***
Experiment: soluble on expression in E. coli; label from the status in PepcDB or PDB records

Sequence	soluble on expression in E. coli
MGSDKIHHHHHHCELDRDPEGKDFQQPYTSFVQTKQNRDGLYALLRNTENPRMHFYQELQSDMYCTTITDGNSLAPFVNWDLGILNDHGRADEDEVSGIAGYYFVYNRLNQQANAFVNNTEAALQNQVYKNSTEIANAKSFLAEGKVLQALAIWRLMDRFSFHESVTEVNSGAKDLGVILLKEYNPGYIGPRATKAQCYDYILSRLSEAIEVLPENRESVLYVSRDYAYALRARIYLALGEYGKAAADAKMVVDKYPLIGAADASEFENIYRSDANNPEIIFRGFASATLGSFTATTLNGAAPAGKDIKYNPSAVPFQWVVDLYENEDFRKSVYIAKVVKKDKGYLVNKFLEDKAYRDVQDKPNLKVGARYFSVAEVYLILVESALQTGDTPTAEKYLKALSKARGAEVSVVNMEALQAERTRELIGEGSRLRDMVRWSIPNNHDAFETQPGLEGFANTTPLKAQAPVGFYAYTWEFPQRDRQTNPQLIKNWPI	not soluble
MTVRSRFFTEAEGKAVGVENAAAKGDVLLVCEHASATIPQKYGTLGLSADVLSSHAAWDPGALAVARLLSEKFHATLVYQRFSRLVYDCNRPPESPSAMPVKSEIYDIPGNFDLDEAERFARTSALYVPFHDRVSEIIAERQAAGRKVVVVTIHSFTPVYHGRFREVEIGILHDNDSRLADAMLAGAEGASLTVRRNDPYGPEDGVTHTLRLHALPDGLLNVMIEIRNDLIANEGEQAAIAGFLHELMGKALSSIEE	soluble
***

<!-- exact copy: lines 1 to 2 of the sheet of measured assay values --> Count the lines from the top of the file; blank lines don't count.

Experiment: soluble on expression in E. coli; label from the status in PepcDB or PDB records

Sequence	soluble on expression in E. coli